The idea of a design process metaphor that involved orbiting planets was immediately attractive. Remember above how I said we’re simultaneously everywhere and nowhere? If you’re orbiting a planet or touching down on it — even metaphorically — you and everyone you’re working with is somewhere. Together.

Doing things together can be really powerful when you’re working remotely in a fully-distributed company. I can think of a recent example where I ate lunch together with co-workers on a video call and I felt just a little more connected with my colleagues. A small thing, sure, but these things matter and every connection point counts.

When John asked me to work with him on telling the story of these planets, of capturing the emotion involved, in working together, somewhere, and describing where that somewhere was in short, hopefully dramatic form, I was excited.

So what were we up to here? A quick tour through some of the key words and phrases in these planet descriptions might be useful to pull out what we were going for and also help shed some light on the work we need to do.

  • Real problems, that need answers
  • Move on, before you burn up
  • Test at a rapid pace
  • Speed makes you more effective
  • Go in with a plan, and get out fast
  • Usage is like oxygen for ideas
  • Deliver again and again

Connect those ideas with the suggestions that it’s possible to get stuck on a planet (orbits decay, fuel gets used up, missed launch windows, etc.) and I think there’s a clear theme there of maintaining momentum. This is the key idea. You can’t lose momentum.

It’s important to remember that it’s not reckless momentum though.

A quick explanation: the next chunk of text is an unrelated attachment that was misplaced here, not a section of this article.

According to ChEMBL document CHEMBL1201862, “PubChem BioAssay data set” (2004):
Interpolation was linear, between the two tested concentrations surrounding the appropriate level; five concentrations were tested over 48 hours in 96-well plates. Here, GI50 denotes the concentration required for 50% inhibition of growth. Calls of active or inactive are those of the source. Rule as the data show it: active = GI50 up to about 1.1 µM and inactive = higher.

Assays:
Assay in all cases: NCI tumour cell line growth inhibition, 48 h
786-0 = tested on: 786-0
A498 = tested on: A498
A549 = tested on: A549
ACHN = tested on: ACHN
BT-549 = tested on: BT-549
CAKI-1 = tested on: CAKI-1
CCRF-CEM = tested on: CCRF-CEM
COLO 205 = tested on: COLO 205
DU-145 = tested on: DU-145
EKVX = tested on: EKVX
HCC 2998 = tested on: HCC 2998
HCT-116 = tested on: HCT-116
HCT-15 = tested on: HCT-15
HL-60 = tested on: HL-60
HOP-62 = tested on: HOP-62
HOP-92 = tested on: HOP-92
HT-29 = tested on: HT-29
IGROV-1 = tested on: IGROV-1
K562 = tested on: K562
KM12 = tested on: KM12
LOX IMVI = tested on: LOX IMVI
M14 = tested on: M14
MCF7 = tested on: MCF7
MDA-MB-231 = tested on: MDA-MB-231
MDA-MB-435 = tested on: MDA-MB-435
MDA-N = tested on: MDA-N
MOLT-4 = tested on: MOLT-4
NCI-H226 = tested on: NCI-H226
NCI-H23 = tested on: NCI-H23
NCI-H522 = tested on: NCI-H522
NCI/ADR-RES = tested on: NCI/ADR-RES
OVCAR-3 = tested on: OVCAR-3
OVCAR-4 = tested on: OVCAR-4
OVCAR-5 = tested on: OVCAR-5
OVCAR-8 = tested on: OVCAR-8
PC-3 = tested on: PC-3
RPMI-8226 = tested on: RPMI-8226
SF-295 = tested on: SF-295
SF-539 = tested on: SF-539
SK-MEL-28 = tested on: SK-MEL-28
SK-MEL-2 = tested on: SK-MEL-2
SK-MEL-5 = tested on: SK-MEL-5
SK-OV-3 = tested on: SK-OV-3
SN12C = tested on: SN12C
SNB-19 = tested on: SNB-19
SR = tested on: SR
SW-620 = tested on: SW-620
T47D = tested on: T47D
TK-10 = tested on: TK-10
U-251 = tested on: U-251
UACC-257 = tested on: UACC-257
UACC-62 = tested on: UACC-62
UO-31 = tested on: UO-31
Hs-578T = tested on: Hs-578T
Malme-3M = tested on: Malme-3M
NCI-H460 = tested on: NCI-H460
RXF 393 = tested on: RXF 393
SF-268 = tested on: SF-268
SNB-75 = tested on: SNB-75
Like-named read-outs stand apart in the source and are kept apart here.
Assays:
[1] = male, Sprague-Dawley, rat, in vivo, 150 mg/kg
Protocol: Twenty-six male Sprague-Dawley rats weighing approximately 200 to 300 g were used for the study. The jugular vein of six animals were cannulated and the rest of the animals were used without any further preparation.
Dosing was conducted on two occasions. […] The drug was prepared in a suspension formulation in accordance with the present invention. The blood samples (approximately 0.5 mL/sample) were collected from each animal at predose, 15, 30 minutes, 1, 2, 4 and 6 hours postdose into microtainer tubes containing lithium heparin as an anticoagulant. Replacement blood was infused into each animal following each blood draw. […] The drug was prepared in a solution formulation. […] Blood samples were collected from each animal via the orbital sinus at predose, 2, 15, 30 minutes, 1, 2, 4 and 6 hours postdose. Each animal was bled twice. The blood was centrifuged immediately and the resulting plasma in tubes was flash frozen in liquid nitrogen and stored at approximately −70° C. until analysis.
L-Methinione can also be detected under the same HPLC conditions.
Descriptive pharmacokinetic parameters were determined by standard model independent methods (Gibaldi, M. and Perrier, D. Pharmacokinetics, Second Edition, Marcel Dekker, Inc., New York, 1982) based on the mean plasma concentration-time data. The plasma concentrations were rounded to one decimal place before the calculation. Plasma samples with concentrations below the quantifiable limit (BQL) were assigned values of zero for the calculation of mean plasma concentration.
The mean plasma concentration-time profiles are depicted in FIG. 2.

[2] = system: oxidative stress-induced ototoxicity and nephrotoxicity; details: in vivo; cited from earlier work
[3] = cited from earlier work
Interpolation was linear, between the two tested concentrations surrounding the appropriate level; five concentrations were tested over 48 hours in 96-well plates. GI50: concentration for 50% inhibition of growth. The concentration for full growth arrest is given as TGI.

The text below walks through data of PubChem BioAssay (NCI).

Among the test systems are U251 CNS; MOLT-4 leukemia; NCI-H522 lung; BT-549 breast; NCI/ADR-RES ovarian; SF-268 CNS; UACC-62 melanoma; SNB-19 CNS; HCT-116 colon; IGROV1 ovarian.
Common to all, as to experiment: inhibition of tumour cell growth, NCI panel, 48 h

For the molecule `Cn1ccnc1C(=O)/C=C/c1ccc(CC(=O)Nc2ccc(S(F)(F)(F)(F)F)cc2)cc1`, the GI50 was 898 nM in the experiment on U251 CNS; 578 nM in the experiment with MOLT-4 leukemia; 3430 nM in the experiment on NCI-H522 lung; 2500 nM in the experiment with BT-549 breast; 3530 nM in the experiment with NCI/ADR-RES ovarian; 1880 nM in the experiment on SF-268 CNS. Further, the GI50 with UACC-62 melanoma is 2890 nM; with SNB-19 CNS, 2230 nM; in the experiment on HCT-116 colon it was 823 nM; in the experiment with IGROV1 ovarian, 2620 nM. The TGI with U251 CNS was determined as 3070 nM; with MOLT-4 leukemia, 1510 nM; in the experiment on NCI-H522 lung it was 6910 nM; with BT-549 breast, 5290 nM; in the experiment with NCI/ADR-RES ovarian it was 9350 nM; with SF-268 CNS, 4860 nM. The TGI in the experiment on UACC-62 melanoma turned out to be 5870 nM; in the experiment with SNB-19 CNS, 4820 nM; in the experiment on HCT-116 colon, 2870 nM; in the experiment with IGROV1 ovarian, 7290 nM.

I think John and I watched clips from Apollo 13 dozens of times while we were talking about how to shape the language around our design process. You’ve got a cross-functional team, stuck in the same place together, with a single choice: give up when everything is exploding or work together to figure something out. It may not be life or death but the pattern is there. Which is just what we’re doing everyday. The need for momentum is put upon us by our situation. That situation is the responsibility we have to deliver answers to real problems faced by real people, in creative partnership with developers and product people.

Working together. Discovering together. Delivering together. And listening together. With relentless momentum.

As a team.

We weren’t just thinking about Apollo 13 when we worked on this narrative. The moments of connection in Arrival and the isolating terror of Gravity inspired us. Along with the purple prose of a thousand comic books and pulpy novels. A sci-fi vocabulary just works as a great setting for the adventure we’re on together.

It’s all these moments of connection, upsets, dangers, and finding success that make up our design process and the work we do.

So, that’s how we got there with the story.

But what’s really interesting to me is that as we continually loop back in, orbiting each planet, bringing improvements to our customers day by day, and week by week, well, I guess it’s also where we’re going too.

By Ian Stewart